The buy-back of 4 per cent of its shares at 102p did nudge Care First's value 1p higher to 99p, but that hardly compensates for 75 per cent underperformance in the stock over five years.
Though the tough nursing home sector is partly to blame, Mr Bradshaw and his fellow directors have made some appalling business decisions which have destroyed shareholder value. Until just a year ago, the group's policy was to build single-storey nursing homes on huge sites. That massively pushed up land costs just when falling occupancy was depressing profits.
And Care First's insistence on building basic rooms without en-suite toilets encouraged sniffy purchasers to shop elsewhere. So although turnover has more than quadrupled in five years, earnings per share and fees per bed have actually fallen, even after merging with the more profitable operators, Greenacre and Court Cavendish, Mr Patel's company bought last year.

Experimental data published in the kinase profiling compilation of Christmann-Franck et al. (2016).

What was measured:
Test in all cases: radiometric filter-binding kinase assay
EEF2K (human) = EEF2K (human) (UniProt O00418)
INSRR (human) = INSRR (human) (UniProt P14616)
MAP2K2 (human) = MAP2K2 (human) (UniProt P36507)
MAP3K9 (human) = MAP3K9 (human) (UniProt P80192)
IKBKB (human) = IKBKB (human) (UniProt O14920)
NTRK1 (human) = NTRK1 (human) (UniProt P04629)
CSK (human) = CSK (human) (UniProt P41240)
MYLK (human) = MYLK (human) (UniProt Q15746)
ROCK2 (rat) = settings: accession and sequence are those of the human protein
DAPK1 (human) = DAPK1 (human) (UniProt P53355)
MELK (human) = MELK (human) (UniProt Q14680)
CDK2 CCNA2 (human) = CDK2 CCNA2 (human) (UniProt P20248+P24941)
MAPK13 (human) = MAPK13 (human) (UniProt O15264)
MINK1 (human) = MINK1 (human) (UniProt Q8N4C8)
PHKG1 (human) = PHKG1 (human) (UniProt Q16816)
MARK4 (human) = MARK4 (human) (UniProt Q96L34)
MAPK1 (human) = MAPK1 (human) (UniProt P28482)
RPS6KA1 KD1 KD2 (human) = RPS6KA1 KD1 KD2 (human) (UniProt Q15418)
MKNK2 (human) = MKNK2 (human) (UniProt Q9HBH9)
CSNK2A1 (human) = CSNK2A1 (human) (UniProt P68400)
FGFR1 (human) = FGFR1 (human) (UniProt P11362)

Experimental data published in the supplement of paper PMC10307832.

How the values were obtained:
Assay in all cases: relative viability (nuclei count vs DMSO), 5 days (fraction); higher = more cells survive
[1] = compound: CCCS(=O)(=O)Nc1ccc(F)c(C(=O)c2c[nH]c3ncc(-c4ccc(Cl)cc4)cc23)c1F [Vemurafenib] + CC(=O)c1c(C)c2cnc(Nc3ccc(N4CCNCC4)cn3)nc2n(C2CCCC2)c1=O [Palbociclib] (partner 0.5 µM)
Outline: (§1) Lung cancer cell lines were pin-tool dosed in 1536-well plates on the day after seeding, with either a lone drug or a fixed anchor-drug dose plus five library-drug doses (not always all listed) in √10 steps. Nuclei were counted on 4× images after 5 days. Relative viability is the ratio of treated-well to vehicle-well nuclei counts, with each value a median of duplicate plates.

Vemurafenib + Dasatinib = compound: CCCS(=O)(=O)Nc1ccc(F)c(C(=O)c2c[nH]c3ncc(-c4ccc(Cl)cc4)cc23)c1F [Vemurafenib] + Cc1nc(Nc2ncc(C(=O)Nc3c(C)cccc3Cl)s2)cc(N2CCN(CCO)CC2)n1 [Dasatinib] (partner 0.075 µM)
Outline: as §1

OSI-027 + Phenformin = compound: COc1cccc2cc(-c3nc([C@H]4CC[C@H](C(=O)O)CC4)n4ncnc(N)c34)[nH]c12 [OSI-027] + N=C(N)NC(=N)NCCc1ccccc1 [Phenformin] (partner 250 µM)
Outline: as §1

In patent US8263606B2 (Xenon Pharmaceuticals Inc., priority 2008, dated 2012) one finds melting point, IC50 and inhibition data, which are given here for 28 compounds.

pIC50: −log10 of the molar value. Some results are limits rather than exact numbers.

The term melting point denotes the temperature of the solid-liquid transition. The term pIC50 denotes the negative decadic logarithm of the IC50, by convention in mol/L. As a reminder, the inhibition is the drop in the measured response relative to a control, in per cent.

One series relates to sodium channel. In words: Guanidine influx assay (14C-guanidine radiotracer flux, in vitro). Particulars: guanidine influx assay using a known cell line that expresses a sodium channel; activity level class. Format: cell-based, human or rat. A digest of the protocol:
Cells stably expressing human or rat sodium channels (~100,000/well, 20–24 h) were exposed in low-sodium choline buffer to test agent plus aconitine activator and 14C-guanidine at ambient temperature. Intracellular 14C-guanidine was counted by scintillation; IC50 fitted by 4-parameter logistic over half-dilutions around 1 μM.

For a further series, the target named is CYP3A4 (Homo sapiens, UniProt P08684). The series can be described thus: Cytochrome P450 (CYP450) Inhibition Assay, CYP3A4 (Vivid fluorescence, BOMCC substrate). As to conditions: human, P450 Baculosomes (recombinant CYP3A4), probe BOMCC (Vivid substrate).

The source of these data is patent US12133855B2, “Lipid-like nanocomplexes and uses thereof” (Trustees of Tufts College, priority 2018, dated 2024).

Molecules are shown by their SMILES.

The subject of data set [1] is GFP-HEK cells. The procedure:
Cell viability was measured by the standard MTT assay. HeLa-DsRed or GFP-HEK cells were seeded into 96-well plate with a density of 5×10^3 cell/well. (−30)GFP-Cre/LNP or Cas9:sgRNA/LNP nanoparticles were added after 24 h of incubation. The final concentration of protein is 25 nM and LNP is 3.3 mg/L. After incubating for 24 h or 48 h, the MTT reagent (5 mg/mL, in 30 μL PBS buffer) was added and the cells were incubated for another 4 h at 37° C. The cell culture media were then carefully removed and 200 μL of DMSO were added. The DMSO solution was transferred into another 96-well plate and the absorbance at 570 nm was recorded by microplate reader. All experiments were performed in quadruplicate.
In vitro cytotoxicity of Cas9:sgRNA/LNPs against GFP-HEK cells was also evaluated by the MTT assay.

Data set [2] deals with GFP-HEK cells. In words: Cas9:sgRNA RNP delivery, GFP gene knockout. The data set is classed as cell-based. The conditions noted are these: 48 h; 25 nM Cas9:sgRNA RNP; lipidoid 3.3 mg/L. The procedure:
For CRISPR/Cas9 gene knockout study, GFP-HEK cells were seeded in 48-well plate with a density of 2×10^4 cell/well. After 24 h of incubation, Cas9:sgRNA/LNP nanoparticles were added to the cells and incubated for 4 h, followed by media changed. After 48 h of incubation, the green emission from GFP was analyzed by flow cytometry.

All the buy-back does is raise gearing higher - to over 100 per cent on some estimates - and strain already thin interest cover. True, Care First's recent decision (better late than never) to stop building new homes will boost cash and profits short term. But for real growth, this company needs new management to take it into fresh, higher margin areas like home care and psychiatry. Just, in fact, what Mr Patel was starting to do.
Until it resolves these problems, Care First's shares look dead in the water, particularly given the likelihood that the group's assets are overvalued. Though its assets are on the books at 140p a share, falling fees per bed and some pounds 30m needed to spruce up its homes make 65p-70p a share a more realistic level. On 13 times this year's earnings, avoid.Reuse content